White liberal guilt is the most insidious, condescending form of racism and I agree with Coleman Hughes’ in the video above. He has been called a lot of names by some in the Black community for his views as he points out; an Uncle Tom, just wanting to make white people feel good and advance his own interests and so on. That is such a racist position really and nothing but an attempt to silence ideas. Whether one agrees with him or not, it is clear he is a serious thinker.

It is not 1958. The heroic struggles of the Black working class and youth in the Post World War Two era, what has been called the Civil Rights movement or at times the Black Revolt, forced the white racist ruling class in the US to open some doors, to remove some of the racist barriers to the development of a black middle class, a buffer zone between themselves and the Black working class and the revolutionary potential that is inherent in this class. The Civil Rights movement was an international embarrassment to US capitalism and its claim to be the “land of the free”. There has been a significant growth of the black middle class as a result of the Civil Rights movement as US capitalism needed to divert this movement from the streets and direct action that they do not control to the electoral arena and the courts that they do.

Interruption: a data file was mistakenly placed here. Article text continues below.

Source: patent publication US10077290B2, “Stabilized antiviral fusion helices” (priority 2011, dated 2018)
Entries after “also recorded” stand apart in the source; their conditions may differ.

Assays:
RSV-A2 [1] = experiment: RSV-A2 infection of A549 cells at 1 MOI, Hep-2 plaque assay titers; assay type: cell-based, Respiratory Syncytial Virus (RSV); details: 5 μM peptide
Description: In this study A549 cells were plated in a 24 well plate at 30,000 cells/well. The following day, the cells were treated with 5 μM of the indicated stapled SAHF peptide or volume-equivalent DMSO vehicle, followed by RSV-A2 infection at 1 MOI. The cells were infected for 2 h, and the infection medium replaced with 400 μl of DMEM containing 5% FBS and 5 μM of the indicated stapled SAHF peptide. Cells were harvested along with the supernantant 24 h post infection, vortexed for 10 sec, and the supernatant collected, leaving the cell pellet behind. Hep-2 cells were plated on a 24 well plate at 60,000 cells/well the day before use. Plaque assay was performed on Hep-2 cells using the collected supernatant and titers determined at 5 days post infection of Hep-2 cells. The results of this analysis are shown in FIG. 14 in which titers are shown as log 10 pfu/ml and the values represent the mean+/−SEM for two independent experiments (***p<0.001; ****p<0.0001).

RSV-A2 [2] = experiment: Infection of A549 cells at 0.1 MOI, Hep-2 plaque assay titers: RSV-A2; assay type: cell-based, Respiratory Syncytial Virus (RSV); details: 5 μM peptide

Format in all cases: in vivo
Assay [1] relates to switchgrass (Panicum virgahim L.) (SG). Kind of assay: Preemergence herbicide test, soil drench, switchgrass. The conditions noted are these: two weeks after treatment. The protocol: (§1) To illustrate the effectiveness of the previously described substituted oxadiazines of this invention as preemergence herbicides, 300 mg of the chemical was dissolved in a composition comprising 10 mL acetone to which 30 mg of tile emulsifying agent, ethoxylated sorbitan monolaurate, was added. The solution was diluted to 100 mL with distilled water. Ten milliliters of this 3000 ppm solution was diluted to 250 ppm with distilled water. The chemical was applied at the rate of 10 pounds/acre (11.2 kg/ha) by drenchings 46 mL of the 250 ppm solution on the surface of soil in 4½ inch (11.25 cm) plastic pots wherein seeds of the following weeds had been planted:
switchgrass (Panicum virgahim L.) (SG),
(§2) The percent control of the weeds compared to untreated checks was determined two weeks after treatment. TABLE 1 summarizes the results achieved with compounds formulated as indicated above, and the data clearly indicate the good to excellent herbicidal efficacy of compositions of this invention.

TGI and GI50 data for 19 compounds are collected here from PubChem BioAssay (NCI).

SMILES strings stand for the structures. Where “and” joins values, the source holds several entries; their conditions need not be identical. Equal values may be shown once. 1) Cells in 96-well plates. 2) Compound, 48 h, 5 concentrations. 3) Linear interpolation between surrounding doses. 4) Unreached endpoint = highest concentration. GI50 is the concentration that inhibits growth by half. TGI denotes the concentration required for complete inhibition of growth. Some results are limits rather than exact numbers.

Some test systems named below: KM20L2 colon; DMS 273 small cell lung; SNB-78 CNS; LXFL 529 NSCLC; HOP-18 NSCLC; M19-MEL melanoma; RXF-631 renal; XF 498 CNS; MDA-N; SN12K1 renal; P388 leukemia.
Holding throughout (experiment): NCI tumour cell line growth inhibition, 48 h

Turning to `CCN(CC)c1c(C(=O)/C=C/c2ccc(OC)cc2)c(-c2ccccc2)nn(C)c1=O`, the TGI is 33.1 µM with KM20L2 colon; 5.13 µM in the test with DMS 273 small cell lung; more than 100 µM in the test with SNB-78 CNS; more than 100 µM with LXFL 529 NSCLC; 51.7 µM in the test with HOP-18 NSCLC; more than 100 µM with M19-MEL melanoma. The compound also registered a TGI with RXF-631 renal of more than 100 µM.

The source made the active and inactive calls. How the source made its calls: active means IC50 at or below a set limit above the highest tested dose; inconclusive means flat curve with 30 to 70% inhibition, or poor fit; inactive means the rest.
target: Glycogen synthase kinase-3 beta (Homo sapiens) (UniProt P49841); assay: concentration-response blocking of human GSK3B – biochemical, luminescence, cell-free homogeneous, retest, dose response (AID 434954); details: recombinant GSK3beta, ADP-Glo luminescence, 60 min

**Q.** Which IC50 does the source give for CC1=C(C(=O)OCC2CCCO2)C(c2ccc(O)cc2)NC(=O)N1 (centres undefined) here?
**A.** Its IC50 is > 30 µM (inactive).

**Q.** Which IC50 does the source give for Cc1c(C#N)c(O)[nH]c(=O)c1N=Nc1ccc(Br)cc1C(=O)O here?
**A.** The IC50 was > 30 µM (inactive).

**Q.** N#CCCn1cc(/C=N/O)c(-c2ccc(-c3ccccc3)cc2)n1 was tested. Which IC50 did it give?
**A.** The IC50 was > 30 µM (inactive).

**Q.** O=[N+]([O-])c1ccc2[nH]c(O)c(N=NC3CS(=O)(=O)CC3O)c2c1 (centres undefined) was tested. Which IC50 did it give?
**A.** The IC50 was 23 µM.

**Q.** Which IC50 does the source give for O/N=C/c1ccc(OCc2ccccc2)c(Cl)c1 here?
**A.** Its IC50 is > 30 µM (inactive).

We are witnessing the same approach to the Black Lives Matter movement as major corporations and billionaires that control them have thrown or have pledged hundreds of millions of dollars to Black colleges, Black owned businesses and banks and other strata in order to strengthen this buffer zone yet again. This class will be evidence that capitalism works, “look at me” will be their mantra, “I made it, so can you if you work hard and make the right decisions”.


The white workers will not respond to this guilt strategy, I know I don’t because as I say it’s a nasty form or racism, feeling sorry for people whose history and very existence we should be inspired by as opposed to seeing them as helpless victims. The history of millions of white workers in the US is also one of poverty and abuse, of children working in mines and factories and such. Taking this in to account does not equate to minimizing or ignoring the horrors of slavery or the special oppression that Black folks, Native people and all people of color have to face on top of their class oppression.